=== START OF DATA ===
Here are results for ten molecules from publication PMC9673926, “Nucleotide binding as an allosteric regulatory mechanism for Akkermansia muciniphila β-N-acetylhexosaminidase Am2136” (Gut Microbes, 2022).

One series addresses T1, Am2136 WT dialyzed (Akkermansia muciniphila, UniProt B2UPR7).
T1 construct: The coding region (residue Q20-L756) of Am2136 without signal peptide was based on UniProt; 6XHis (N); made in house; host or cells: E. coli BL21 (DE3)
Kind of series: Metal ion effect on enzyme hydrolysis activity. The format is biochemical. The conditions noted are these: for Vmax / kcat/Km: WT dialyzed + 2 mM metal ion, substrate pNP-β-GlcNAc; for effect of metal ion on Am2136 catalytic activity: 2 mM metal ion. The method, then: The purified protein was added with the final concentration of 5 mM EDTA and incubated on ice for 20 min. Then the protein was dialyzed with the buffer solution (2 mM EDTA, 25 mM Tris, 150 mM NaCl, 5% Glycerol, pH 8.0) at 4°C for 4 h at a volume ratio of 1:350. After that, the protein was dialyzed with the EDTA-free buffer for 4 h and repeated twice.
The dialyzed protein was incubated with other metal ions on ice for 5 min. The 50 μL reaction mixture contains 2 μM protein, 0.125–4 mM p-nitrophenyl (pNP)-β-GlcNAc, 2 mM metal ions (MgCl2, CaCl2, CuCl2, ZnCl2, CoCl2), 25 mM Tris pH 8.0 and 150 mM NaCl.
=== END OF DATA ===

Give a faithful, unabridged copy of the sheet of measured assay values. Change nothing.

Here are results for ten molecules from publication PMC9673926, “Nucleotide binding as an allosteric regulatory mechanism for Akkermansia muciniphila β-N-acetylhexosaminidase Am2136” (Gut Microbes, 2022).

One series addresses T1, Am2136 WT dialyzed (Akkermansia muciniphila, UniProt B2UPR7).
T1 construct: The coding region (residue Q20-L756) of Am2136 without signal peptide was based on UniProt; 6XHis (N); made in house; host or cells: E. coli BL21 (DE3)
Kind of series: Metal ion effect on enzyme hydrolysis activity. The format is biochemical. The conditions noted are these: for Vmax / kcat/Km: WT dialyzed + 2 mM metal ion, substrate pNP-β-GlcNAc; for effect of metal ion on Am2136 catalytic activity: 2 mM metal ion. The method, then: The purified protein was added with the final concentration of 5 mM EDTA and incubated on ice for 20 min. Then the protein was dialyzed with the buffer solution (2 mM EDTA, 25 mM Tris, 150 mM NaCl, 5% Glycerol, pH 8.0) at 4°C for 4 h at a volume ratio of 1:350. After that, the protein was dialyzed with the EDTA-free buffer for 4 h and repeated twice.
The dialyzed protein was incubated with other metal ions on ice for 5 min. The 50 μL reaction mixture contains 2 μM protein, 0.125–4 mM p-nitrophenyl (pNP)-β-GlcNAc, 2 mM metal ions (MgCl2, CaCl2, CuCl2, ZnCl2, CoCl2), 25 mM Tris pH 8.0 and 150 mM NaCl.